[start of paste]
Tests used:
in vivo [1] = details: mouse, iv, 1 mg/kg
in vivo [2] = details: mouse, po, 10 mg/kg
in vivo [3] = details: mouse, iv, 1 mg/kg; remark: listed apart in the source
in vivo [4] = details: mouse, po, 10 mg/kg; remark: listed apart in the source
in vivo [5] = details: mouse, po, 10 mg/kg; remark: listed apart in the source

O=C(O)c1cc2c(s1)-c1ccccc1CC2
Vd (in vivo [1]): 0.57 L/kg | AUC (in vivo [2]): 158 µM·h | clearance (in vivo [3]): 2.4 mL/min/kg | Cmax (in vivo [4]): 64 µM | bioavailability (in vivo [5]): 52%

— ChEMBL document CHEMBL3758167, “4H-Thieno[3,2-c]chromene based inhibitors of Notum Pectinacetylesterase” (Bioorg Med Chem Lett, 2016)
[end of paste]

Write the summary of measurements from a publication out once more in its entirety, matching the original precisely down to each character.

Tests used:
in vivo [1] = details: mouse, iv, 1 mg/kg
in vivo [2] = details: mouse, po, 10 mg/kg
in vivo [3] = details: mouse, iv, 1 mg/kg; remark: listed apart in the source
in vivo [4] = details: mouse, po, 10 mg/kg; remark: listed apart in the source
in vivo [5] = details: mouse, po, 10 mg/kg; remark: listed apart in the source

O=C(O)c1cc2c(s1)-c1ccccc1CC2
Vd (in vivo [1]): 0.57 L/kg | AUC (in vivo [2]): 158 µM·h | clearance (in vivo [3]): 2.4 mL/min/kg | Cmax (in vivo [4]): 64 µM | bioavailability (in vivo [5]): 52%

— ChEMBL document CHEMBL3758167, “4H-Thieno[3,2-c]chromene based inhibitors of Notum Pectinacetylesterase” (Bioorg Med Chem Lett, 2016)